Friday, 13 February 2009

Friday the 13th: lore, luck and superstitions

Today is Friday 13 - are you worried?

Many people are. The idea that Friday 13 is unlucky is the most common superstition. It is so infamous that a calender turned to that date was chosen as the cover picture for the book Are You Superstitious? by Lore Cowan.

Paraskavedekatriaphobia, or fear of Friday 13, has even affected serious business decisions in the past. A story in The Evening Standard of January, Friday 13, 1967, said:
"Are Britain's company chairmen getting more superstitious? It certainly looks like it. Out of the thousands of public companies which have to hold an annual meeting, not one of them is listed for today, Friday the 13th!"
I don't know if business people are shunning today for important meetings, but with the deepening economic woes the world is facing, I wouldn't be at all surprised if they are doing their best to avoid unnecessary bad luck.

Both Friday and the number 13 are considered highly unlucky. According to Are You Superstitious?, the ill-luck associated with Friday is because the crucifixion of Christ happened on that day. It is considered a bad day to start a venture, move house or get married. About the only lucky thing to do on a Friday is to be born on it - according to an old nursery rhyme, "Friday's child is loving and giving", perhaps because Friday is associated with Venus, the goddess of love.

One possible origin for the bad luck associated with number 13 is the Last Supper, which Christ shared with his 12 disciples before his life went pear-shaped. Another possible origin for superstition pre-dates that. In Norse mythology, 12 gods held a banquet in Valhalla, to which troublemaker Loki turned up uninvited and was responsible for the death of Baldur.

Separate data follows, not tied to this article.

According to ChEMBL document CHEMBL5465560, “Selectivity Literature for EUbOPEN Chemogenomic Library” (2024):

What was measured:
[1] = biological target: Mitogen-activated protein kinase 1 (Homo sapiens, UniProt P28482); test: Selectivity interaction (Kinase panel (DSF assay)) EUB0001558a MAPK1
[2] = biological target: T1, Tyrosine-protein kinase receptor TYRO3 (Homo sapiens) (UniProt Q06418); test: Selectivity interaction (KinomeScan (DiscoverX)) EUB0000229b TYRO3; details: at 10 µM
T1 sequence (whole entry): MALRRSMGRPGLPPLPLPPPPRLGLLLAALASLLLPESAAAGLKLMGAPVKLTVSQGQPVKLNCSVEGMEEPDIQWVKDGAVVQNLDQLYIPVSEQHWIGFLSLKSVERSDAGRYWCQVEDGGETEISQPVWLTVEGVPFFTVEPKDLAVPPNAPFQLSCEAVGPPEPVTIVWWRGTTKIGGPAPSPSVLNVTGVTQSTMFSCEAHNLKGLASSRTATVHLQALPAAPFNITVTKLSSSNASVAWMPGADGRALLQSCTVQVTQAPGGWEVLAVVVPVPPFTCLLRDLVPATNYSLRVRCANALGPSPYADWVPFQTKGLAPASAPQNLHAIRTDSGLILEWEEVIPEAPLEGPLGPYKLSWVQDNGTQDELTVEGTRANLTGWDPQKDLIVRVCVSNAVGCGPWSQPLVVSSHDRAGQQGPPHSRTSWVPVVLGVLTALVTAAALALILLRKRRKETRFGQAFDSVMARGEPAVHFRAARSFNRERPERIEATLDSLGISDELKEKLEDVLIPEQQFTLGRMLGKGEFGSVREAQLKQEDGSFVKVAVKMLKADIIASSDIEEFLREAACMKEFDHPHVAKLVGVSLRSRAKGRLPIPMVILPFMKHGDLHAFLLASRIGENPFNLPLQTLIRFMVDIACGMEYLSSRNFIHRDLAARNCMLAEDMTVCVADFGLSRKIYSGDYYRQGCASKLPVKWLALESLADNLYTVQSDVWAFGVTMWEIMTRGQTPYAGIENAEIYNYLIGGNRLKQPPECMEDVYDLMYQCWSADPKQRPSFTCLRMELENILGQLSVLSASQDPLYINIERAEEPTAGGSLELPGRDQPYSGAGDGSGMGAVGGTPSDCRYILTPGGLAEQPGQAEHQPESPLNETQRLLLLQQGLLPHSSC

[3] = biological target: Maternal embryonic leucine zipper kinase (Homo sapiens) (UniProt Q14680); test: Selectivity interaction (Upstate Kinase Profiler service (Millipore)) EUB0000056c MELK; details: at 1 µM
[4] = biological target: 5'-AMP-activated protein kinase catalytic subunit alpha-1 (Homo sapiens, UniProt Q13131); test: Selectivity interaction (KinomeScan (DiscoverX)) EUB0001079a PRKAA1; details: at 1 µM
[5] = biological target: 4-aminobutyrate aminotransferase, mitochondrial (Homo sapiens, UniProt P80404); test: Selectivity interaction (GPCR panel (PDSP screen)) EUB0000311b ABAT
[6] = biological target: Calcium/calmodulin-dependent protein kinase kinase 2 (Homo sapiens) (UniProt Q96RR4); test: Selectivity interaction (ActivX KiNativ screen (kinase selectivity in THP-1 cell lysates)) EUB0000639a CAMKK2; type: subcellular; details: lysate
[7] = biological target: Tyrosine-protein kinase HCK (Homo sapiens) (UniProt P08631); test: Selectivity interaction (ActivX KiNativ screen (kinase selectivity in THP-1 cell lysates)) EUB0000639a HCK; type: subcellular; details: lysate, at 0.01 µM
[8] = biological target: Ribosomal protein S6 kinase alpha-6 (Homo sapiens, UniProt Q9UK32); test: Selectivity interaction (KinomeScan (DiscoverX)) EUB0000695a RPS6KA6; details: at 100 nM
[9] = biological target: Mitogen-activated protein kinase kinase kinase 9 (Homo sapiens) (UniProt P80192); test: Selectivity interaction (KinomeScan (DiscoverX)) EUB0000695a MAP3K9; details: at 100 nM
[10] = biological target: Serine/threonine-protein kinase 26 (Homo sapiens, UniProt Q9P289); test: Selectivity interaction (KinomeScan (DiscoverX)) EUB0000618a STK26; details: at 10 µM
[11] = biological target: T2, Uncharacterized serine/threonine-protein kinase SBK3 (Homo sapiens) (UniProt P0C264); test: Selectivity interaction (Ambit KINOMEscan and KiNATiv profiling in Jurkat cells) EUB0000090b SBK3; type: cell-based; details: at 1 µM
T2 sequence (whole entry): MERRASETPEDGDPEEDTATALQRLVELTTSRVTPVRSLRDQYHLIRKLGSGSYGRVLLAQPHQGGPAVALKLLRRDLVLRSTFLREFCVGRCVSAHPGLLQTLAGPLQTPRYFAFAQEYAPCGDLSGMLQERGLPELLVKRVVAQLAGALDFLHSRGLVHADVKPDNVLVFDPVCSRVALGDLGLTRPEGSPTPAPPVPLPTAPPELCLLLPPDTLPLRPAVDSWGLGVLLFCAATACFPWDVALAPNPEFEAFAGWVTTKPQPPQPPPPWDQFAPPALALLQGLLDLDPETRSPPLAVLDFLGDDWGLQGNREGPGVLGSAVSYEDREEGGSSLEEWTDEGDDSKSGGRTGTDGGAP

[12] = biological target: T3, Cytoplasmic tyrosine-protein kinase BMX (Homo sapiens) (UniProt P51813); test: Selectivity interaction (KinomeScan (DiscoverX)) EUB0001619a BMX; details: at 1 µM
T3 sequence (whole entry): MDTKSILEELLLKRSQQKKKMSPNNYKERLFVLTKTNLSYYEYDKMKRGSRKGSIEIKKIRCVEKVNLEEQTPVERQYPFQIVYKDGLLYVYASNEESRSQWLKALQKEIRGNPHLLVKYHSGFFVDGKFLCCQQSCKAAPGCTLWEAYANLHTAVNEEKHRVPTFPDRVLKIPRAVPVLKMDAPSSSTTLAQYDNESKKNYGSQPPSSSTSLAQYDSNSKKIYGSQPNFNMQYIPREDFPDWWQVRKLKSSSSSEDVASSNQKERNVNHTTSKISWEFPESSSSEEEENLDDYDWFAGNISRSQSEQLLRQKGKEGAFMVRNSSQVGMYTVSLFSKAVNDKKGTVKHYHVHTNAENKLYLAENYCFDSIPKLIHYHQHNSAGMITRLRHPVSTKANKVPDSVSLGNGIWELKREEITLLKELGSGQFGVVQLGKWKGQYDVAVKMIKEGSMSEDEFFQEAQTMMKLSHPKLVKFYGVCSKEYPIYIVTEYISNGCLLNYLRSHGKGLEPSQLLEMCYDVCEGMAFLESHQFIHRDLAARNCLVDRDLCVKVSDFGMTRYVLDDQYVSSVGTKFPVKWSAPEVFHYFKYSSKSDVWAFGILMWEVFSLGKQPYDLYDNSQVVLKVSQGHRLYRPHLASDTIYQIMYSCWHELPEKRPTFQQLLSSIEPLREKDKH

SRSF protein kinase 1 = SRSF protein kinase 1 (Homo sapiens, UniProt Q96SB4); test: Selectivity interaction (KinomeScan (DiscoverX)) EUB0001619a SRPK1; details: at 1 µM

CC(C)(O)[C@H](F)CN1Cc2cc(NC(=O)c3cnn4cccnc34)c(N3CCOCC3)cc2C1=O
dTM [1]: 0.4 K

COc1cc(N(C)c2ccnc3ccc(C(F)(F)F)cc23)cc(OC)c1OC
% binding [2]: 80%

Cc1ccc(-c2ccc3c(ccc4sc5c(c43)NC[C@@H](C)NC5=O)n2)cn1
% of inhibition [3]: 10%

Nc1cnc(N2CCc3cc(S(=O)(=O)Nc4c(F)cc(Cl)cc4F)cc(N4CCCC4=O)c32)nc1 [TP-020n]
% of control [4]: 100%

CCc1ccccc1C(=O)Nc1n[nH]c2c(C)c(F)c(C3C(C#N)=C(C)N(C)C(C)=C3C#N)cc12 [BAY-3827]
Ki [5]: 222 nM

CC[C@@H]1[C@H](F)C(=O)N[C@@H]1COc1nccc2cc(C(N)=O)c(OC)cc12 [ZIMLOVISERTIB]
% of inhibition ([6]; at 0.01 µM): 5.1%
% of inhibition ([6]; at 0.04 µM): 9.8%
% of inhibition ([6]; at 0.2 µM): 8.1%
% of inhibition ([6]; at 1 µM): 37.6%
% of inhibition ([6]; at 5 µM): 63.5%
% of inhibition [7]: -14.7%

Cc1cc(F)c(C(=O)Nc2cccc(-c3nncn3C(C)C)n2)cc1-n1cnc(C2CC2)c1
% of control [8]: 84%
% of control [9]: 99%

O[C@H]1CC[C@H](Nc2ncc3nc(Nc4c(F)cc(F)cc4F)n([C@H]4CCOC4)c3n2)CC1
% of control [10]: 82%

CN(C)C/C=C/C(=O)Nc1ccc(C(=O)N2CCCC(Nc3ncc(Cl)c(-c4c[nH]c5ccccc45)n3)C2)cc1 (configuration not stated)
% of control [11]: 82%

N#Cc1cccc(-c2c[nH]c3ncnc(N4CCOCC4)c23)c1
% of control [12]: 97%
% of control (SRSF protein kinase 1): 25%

Thirteen is not always an unlucky number, however. Those given "a baker's dozen", are getting something for free. This began in the 13th century, when the Assizes of Bread and Ale ruled that bakers who shortchanged people could be punished. Traders began selling 13 for the price of 12, and the term was coined.
It also reminds me of a joke: What do you call 13 witches? A baker's coven!

The linking of superstitions about Fridays with the number 13 are first documented in the 19th century. The earliest reference in English is in a biography of composer Gioachino Rossini, written in 1869:

"[Rossini] was surrounded to the last by admiring and affectionate friends; and if it be true that, like so many other Italians, he regarded Friday as an unlucky day, and thirteen as an unlucky number, it is remarkable that on Friday, the 13th of November, he died."
Despite people's fears - or perhaps because of them - Friday 13 is actually often one of the safest days to go about your business or travel, according to studies by insurance companies. Perhaps superstition makes everyone just that little bit more careful.

Links:
Are You Superstitious?
http://www.badwitch.co.uk/2009/02/february-snow-heralds-fine-summer.html
http://www.badwitch.co.uk/2008/01/weather-superstitions.html
http://www.badwitch.co.uk/2007/11/superstitions-and-folk-traditions.html
www.whimsy.org.uk/superstitions.html/
www.bbc.co.uk/dna/h2g2/A254468www.kevrobertson.supanet.com/index.htm
webworkerdaily.com/2007/07/13/web-worker-superstitions
http://www.elizabethan-era.org.uk/elizabethan-superstitions.htm/
http://www.hugkiss.com/birthday/monchild.html

2 comments:

Catty said...

I'm not afraid of Friday the 13th but I wish I'd known about it being bad luck to move on that day. I was moving house on the day back in the 90s and fell through my balcony. I got a tasty settlement out of it though so maybe it wasn't ALL bad luck?

Jenny said...

When my mother was pregnant with me she went into labor on the 11th or 12th, but it was false labor and she was sent home. I decided to be born on Friday the 13th! My grandmother was horrified but 13 has always been my lucky number. (My husband was born on the 13th as well.)